- Get to the gym three days within the next seven
- Get a strength and conditioning coach to design a program that will allow you to add 20lb to your squat in the next 12 weeks
- Park as far away from the store as possible every time you go shopping for the next four weeks to get extra exercise
Muscle hypertrophy – increasing muscle size/promoting muscle growth. Probably the most popular reason for most people joining gyms and/or beginning lifting (alongside fat loss). Gaining lean muscle mass makes you look better and feel better, it’ll also help with fat loss (muscle tissue is highly metabolic/’energy hungry’) and can lead to improvements in strength and power – and therefore sports performance.
Many people join gyms, begin a programme and see results fairly quickly, and these results continue for a few months until the ‘beginner gains’ plateau is hit. At this point things slow right down, frustration sets in, and the person will inevitably quit or at best end up stuck in a rut, miserable, and paying an expensive gym membership for nothing. This usually occurs because trainers and trainees have no understanding of how to trigger muscle hypertrophy (following the initial ‘honeymoon’ period of being a beginner), and therefore don’t really know how to write an effective, science-based programme that progressively produces results and avoids plateaus.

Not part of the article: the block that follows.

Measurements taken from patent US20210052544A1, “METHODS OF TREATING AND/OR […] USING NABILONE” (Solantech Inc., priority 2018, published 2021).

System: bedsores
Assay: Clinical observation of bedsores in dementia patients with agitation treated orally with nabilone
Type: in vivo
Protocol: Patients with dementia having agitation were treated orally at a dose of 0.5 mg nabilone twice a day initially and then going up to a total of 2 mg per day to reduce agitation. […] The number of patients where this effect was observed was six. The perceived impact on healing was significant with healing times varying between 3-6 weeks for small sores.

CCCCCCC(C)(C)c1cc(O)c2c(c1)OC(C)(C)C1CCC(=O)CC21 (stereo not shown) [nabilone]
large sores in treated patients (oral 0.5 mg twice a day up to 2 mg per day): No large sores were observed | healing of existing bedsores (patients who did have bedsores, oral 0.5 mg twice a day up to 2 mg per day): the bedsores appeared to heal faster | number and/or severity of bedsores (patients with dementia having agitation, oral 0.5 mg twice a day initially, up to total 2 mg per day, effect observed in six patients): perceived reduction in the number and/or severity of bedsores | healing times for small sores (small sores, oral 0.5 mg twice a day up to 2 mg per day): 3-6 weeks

There’s been a plethora of research on muscle growth over the past decade in an attempt to fully understand how hypertrophy occurs and, although it’s difficult to determine for certain, several researchers have some fairly good ideas. One of these researchers is Brad Schoenfeld (http://www.lookgreatnaked.com/), who published an excellent study in 2010 titled “The mechanisms of muscle hypertrophy and their application to resistance training”. This blog post is heavily based on that article and others by Brad Schoenfeld and Bret Contreras.
As previously stated hypertrophy simply means muscle growth and is the opposite of muscle atrophy (muscle loss).
Hypertrophy has two secondary categories;
Transient Hypertrophy – the short lived, post-workout ‘pump’
Chronic Hypertrophy – long term lasting gains, actual changes in muscle architecture (i.e. what we’re training for)
Chronic hypertrophy occurs in two ways according to research –
Contractile/Myofibrillar/Functional Hypertrophy – This involves the addition of sarcomeres (basic muscle units) in parallel. Contractile elements (actin and myosin) also enlarge and multiply and the extracellular matrix (everything else inside the cell) expands. This is deemed ‘functional’ as the tissue that is hypertrophied and supplemented is ‘contractile’ and thus capable of contracting and generating force. This is ‘powerlifter hypertrophy’ to put it simply.
Non-contractile/Sarcoplasmic/Non-functional Hypertrophy – This is the increase in size of the non-contractile elements inside the muscle cell (collagen, glycogen) and sarcoplasmic fluid. This is ‘non-functional’ as it doesn’t directly involve changes to the contractile elements and therefore doesn’t produce changes in force expression. This is ‘bodybuilder hypertrophy’ – big but not necessarily strong. This form of hypertrophy can have knock-on effects which promote contractile hypertrophy – hydration and thus cell swelling may lead to subsequent cell growth due to pressure on the cell wall.